The beach of Vatos is located on the southern coast of a particularly remote and secluded part of Crete island. On the borders of the two prefectures of Heraklion and Lassithi, south of the forest of Selakano and framed by the mountain range of Dikti to the north, the closest settlement to Vatos is the village of Myrtos to the east. If you were to drive west from the beach of Vatos on the coastal road, you would come across nothing but tiny villages and secluded beaches. Vatos is not suitable for nudists due to the fact that it is located right on the main road that crosses this area. Furthermore, you will not find accommodation options or other amenities nearby unless you drive towards Myrtos. The only thing on offer here is the natural shade of the tamarisk trees and the refreshing waters of the Libyan Sea. Near the beach, we find the church of Agios Panteleimonas, which is worth visiting on the 27th of July on its feast day, when a huge festival takes place.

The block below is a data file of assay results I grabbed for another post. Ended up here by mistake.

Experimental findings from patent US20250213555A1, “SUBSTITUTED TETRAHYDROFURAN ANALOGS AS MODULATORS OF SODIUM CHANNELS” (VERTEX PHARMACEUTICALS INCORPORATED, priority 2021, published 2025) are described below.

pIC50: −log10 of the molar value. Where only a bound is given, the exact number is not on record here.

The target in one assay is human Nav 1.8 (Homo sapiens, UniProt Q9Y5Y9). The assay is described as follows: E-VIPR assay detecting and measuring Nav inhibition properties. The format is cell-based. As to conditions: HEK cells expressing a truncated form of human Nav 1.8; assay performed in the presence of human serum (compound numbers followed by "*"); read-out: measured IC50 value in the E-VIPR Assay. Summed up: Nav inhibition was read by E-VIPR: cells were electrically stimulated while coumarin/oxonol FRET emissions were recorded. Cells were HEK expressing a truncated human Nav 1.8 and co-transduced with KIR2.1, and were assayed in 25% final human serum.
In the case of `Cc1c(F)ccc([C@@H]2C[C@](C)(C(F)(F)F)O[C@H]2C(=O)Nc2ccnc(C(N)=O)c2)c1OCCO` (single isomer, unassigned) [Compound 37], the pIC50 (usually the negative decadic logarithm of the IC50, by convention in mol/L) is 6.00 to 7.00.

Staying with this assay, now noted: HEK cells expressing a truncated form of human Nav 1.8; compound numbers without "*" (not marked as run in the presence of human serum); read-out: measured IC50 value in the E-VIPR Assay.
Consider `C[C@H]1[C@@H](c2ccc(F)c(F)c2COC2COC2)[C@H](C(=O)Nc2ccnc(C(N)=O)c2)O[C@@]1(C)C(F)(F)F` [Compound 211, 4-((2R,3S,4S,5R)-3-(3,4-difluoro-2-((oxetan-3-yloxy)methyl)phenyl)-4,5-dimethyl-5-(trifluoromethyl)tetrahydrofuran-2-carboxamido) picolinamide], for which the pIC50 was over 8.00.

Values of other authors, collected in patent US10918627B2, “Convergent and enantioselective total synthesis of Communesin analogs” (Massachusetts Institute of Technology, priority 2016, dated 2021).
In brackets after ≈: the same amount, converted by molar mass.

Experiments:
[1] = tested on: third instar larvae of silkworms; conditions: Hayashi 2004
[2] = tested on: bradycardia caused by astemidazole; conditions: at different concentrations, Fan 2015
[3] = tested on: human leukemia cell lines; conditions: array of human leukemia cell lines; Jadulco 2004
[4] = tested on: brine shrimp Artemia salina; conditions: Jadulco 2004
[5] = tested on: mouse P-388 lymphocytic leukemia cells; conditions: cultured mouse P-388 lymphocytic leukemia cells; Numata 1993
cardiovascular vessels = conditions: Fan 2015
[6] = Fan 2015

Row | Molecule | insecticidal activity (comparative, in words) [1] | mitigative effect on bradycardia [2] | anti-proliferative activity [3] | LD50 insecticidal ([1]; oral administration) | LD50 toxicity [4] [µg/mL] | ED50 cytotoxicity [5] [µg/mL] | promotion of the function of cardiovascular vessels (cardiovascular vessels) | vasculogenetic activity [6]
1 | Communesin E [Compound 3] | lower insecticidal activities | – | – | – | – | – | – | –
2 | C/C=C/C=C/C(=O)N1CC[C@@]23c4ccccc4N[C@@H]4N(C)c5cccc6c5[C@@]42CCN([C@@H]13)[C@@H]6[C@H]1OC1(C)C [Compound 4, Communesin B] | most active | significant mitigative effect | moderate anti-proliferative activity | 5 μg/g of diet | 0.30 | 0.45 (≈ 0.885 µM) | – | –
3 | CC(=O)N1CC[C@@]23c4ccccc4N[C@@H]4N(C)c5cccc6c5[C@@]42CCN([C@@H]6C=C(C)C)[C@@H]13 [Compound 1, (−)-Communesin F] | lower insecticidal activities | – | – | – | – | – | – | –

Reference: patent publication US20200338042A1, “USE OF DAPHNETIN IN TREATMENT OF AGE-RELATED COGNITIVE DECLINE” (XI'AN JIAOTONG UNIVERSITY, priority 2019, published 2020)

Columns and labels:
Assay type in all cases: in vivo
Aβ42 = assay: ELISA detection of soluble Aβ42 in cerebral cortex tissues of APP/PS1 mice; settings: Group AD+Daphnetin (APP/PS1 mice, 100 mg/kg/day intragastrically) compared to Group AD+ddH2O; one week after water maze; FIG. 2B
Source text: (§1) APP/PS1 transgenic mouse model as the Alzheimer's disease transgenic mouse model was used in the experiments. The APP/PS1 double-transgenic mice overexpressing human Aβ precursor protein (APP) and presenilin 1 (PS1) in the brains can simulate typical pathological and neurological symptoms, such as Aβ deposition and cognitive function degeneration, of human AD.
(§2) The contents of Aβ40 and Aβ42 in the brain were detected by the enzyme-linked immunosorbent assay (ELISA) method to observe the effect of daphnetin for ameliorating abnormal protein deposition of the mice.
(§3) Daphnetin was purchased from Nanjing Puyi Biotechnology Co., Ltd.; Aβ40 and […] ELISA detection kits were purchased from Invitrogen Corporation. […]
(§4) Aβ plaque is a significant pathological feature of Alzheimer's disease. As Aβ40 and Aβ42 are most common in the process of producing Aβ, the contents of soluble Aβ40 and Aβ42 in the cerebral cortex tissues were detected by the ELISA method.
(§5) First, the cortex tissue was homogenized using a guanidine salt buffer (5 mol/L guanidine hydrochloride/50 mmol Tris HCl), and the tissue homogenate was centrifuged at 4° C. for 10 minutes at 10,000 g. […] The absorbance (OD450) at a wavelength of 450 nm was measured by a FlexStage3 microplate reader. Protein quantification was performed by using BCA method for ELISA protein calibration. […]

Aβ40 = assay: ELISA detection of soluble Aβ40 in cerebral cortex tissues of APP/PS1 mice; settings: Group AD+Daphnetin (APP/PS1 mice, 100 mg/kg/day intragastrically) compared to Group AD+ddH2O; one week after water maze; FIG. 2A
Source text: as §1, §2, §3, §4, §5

Traveling east you will meet more quiet beaches like that of Kalikovrechtis, Tertsa and Psaroharako. A 4×4 vehicle is best as you may have to navigate long dirt roads through tricky narrow paths. To reach Vatos from Agios Nikolaos you will need to head east first towards the settlement of Istro and then south to Ierapetra. From there, it is only a 15 km drive that takes less than 20 minutes and crosses through Potami, Gra Lygia, Ammoudares and Myrtos.
If you choose to stay here, you will be amazed by the range of hiking trails, and be able to take advantage of and explore off the beaten track locations, gorges and charming villages. In Myrtos, there are two archaeological sites and the museum of Archaeological and folklore Collection of Myrtos, which will give visitors a better idea of its ancient past especially during the Minoan period. Despite the rich historical past, Myrtos has only recently started to gain popularity as a holiday spot and has a permanent population of fewer than 1000 people. During the German Occupation in World War II, Myrtos suffered great losses.